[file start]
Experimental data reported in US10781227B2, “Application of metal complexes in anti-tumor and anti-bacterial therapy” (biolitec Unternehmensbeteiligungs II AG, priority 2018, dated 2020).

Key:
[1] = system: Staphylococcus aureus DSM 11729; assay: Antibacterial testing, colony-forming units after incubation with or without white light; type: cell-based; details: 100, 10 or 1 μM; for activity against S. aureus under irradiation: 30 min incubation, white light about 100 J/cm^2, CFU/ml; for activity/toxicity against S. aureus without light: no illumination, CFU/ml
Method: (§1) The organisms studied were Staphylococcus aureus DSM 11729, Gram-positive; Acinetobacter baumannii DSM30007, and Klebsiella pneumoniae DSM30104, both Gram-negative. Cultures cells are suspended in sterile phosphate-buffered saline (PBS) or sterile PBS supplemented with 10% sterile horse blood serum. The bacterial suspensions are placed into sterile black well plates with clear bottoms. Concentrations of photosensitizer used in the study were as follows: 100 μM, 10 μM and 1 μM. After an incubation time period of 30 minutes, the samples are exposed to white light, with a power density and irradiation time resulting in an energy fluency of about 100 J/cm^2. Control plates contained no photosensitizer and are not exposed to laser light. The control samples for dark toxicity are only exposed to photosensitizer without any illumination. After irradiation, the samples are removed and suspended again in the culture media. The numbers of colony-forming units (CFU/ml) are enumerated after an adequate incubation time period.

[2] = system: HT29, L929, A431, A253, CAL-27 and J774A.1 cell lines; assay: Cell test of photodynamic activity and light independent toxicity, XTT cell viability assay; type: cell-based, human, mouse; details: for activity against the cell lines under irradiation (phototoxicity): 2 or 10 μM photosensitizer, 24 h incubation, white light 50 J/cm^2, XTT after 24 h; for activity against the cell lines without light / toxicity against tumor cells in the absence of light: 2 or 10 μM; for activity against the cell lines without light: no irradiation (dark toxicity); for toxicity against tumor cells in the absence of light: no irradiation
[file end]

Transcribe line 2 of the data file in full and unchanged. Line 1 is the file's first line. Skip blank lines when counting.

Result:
Key: